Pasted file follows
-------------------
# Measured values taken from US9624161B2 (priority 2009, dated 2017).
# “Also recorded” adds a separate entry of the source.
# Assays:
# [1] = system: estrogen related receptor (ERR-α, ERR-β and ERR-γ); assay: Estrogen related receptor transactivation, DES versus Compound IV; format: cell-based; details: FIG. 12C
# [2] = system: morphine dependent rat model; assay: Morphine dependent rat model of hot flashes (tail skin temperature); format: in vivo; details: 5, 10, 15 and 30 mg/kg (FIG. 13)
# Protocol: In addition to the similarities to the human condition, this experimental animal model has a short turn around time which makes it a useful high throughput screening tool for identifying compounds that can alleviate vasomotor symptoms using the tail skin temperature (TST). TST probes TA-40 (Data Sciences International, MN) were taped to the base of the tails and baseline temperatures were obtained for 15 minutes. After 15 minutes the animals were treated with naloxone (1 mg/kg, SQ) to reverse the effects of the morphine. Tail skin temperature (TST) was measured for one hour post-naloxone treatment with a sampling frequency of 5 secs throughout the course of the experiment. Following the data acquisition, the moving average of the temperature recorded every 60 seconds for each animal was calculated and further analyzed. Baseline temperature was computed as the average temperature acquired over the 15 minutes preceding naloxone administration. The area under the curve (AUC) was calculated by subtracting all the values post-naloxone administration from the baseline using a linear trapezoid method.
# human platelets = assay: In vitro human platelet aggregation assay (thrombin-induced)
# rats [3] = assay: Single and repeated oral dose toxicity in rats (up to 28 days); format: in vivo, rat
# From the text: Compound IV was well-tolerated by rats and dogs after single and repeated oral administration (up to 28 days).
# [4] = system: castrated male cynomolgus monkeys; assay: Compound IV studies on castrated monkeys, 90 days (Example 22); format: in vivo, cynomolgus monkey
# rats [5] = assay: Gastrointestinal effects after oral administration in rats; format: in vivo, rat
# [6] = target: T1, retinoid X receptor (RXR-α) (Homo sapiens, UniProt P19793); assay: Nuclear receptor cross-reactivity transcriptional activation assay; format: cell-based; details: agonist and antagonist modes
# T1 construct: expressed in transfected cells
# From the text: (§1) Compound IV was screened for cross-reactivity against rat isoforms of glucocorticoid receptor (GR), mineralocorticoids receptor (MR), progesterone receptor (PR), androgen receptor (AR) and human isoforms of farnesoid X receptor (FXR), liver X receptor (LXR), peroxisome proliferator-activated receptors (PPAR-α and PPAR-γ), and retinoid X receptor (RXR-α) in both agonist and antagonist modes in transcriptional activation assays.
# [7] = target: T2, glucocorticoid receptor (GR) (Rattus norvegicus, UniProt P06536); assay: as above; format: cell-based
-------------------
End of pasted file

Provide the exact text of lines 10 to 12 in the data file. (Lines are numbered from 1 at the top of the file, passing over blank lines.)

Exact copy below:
# [4] = system: castrated male cynomolgus monkeys; assay: Compound IV studies on castrated monkeys, 90 days (Example 22); format: in vivo, cynomolgus monkey
# rats [5] = assay: Gastrointestinal effects after oral administration in rats; format: in vivo, rat
# [6] = target: T1, retinoid X receptor (RXR-α) (Homo sapiens, UniProt P19793); assay: Nuclear receptor cross-reactivity transcriptional activation assay; format: cell-based; details: agonist and antagonist modes